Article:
Sampson v. Equifax Information Services, LLC
Slip Copy, 2005 WL 2095092
Equifax also challenges Sampson's proof of causation and damages. According to the company, any harm that Sampson suffered was not its fault, but was a result of her own habit of failing to pay her bills in a timely fashion, if at all. [FN2] Consequently, Equifax argues, Sampson cannot prove that it caused her harm.
FN2. Willis stated that Sampson's "consumer credit file contains numerous derogatory entries," in addition to the disputed accounts, "including multiple charged of accounts, collections accounts and a repossession." Willis Aff. ¶ 12. Willis, as a supervisor in Equifax's Office of Consumer Affairs, could be a person with personal knowledge of the contents of Sampson's credit report, as she contends in her affidavit.
*4 Yet, a plaintiff does not have to show that the inaccurate information was the only reason she was denied credit. Rather, the consumer only needs to produce evidence from which a reasonable trier of fact could infer that the inaccurate entry played a part in a decision to deny credit. Id. at 1161 (plaintiff must show that inaccuracy was "a causal factor"). The consumer need not eliminate the possibility that correct, derogatory entries also factored into the decision. See also Philbin, 101 F.3d at 969-70 (finding support for such an approach in tort and employment discrimination cases). [FN3]
FN3. Equifax's reliance on Enwonwu v. Trans Union, LLC, 364 F.Supp.2d 1361, 1367 (N.D.Ga.2005), is misplaced, insofar as the Enwonwu court was able to determine, as a matter of law, that the inaccuracy was not a substantial factor in the denial of credit. Equifax has produced no evidence from which the Court could make such a determination.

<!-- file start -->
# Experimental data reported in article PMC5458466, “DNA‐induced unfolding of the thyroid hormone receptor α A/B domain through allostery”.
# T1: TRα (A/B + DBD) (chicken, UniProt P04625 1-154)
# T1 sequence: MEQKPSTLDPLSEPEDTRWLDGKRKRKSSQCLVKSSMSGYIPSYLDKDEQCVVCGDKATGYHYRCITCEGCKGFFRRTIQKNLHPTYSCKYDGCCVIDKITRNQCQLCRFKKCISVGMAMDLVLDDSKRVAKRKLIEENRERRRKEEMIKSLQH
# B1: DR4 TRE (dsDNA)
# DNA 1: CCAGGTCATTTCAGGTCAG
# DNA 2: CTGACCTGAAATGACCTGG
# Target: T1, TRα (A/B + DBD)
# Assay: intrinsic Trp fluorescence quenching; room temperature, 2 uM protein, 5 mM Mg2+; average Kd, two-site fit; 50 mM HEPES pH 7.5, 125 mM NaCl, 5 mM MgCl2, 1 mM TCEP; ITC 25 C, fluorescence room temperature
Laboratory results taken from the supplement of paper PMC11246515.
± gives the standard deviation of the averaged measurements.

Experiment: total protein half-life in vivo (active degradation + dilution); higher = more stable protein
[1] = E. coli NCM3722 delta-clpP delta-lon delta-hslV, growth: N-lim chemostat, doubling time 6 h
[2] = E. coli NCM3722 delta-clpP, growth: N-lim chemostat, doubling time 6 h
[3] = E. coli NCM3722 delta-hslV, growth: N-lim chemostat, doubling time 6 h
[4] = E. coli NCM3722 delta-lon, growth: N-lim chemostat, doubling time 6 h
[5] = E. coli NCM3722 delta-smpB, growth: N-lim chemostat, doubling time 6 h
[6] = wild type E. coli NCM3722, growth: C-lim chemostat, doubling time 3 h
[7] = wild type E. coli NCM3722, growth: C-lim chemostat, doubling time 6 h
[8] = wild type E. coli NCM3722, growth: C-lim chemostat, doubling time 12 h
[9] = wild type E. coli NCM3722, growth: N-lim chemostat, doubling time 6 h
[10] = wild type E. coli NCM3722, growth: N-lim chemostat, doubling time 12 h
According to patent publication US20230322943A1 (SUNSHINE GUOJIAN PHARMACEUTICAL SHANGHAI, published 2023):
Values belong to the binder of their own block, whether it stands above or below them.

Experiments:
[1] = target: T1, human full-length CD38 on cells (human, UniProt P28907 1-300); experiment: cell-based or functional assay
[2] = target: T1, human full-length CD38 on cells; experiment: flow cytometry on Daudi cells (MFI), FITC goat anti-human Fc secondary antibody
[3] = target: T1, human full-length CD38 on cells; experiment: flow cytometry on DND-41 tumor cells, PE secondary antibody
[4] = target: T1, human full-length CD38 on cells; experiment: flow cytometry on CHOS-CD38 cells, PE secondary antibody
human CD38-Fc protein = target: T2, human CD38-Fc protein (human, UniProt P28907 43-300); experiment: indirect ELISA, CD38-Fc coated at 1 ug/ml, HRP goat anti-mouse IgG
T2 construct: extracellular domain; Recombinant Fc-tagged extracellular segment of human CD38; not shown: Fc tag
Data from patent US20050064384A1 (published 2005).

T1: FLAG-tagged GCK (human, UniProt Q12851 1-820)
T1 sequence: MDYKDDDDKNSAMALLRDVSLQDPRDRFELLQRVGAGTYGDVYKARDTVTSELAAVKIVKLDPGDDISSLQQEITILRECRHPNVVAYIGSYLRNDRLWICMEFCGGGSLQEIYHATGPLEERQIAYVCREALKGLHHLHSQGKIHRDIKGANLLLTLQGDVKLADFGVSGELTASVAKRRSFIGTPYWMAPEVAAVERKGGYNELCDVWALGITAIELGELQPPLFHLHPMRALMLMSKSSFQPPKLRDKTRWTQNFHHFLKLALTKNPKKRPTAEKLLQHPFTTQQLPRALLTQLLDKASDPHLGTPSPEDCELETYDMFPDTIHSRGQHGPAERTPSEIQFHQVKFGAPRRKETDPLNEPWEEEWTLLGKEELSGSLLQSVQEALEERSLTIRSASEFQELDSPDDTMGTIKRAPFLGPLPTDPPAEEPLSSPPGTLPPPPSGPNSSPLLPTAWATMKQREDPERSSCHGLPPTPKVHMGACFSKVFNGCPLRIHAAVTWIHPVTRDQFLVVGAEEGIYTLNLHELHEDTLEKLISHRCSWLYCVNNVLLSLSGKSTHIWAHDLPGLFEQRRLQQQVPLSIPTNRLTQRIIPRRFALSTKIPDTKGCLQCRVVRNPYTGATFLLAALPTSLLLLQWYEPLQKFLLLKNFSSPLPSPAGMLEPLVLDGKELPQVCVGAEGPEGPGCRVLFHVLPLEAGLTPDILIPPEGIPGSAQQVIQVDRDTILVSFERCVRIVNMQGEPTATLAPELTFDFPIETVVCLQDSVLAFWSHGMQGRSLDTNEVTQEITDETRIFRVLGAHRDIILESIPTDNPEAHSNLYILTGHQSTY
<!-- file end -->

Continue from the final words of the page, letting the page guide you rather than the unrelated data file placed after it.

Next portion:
Equifax also faults Sampson for failing to prove that she suffered damages. Defendant protests that Plaintiff's affidavit is conclusory, because she has not produced evidence of any credit denials, or even the names of the businesses that refused to extend her credit. In Cahlin, the court granted summary judgment because the consumer had not produced any evidence of harm. 936 F.2d at 1160-61.
Sampson argues that Cahlin is inapplicable because her affidavit shows that she suffered harm due to Equifax's conduct. Indeed, the Eleventh Circuit noted that "Cahlin produced no documentary or testimonial evidence to support" his allegations that he had been denied credit as a result of inaccurate information contained in his credit report. Id. at 1156. Here, Sampson has produced a sworn statement that she was denied credit, and has suffered emotional distress, as a result of Equifax's conduct. [FN4]
FN4. In addition, Sampson asserts that the loss of credit opportunities can constitute compensable harm under § 1681e(b). Under this theory, Plaintiff claims that she was deterred from seeking credit because of the derogatory errors in her report. See Guimond, 45 F.3d at 1332 n. 2 & 1333.
Rule 56(e) of the Federal Rules of Civil Procedure contemplates the use of affidavits in opposition to motions for summary judgment. As a result of Sampson's affidavit, Cahlin is distinguishable from the facts presented in this case. Sampson's sworn averments regarding her purported indebtedness to The Money Tree are "specific facts showing that there is a genuine issue for trial." Fed.R.Civ.P. 56(e). Again, contrary to Equifax's arguments, the Court is not empowered to judge Sampson's credibility, based on what Equifax perceives as her lack of detail in her affidavit, on a motion for summary judgment.